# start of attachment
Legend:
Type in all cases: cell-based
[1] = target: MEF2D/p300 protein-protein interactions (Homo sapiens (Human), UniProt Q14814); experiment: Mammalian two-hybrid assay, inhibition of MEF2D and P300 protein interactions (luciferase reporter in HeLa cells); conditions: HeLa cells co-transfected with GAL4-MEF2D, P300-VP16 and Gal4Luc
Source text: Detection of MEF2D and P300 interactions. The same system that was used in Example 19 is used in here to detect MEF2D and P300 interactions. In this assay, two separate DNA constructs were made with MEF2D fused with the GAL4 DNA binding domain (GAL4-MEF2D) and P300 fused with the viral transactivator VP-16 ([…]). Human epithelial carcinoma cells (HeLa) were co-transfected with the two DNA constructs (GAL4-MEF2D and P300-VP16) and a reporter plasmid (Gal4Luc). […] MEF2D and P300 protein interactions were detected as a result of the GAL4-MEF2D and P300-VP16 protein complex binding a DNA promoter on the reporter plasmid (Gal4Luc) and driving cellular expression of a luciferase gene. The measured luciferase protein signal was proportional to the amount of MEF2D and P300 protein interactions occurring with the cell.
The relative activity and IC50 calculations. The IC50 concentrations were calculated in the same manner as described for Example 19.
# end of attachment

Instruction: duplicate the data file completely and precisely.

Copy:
Legend:
Type in all cases: cell-based
[1] = target: MEF2D/p300 protein-protein interactions (Homo sapiens (Human), UniProt Q14814); experiment: Mammalian two-hybrid assay, inhibition of MEF2D and P300 protein interactions (luciferase reporter in HeLa cells); conditions: HeLa cells co-transfected with GAL4-MEF2D, P300-VP16 and Gal4Luc
Source text: Detection of MEF2D and P300 interactions. The same system that was used in Example 19 is used in here to detect MEF2D and P300 interactions. In this assay, two separate DNA constructs were made with MEF2D fused with the GAL4 DNA binding domain (GAL4-MEF2D) and P300 fused with the viral transactivator VP-16 ([…]). Human epithelial carcinoma cells (HeLa) were co-transfected with the two DNA constructs (GAL4-MEF2D and P300-VP16) and a reporter plasmid (Gal4Luc). […] MEF2D and P300 protein interactions were detected as a result of the GAL4-MEF2D and P300-VP16 protein complex binding a DNA promoter on the reporter plasmid (Gal4Luc) and driving cellular expression of a luciferase gene. The measured luciferase protein signal was proportional to the amount of MEF2D and P300 protein interactions occurring with the cell.
The relative activity and IC50 calculations. The IC50 concentrations were calculated in the same manner as described for Example 19.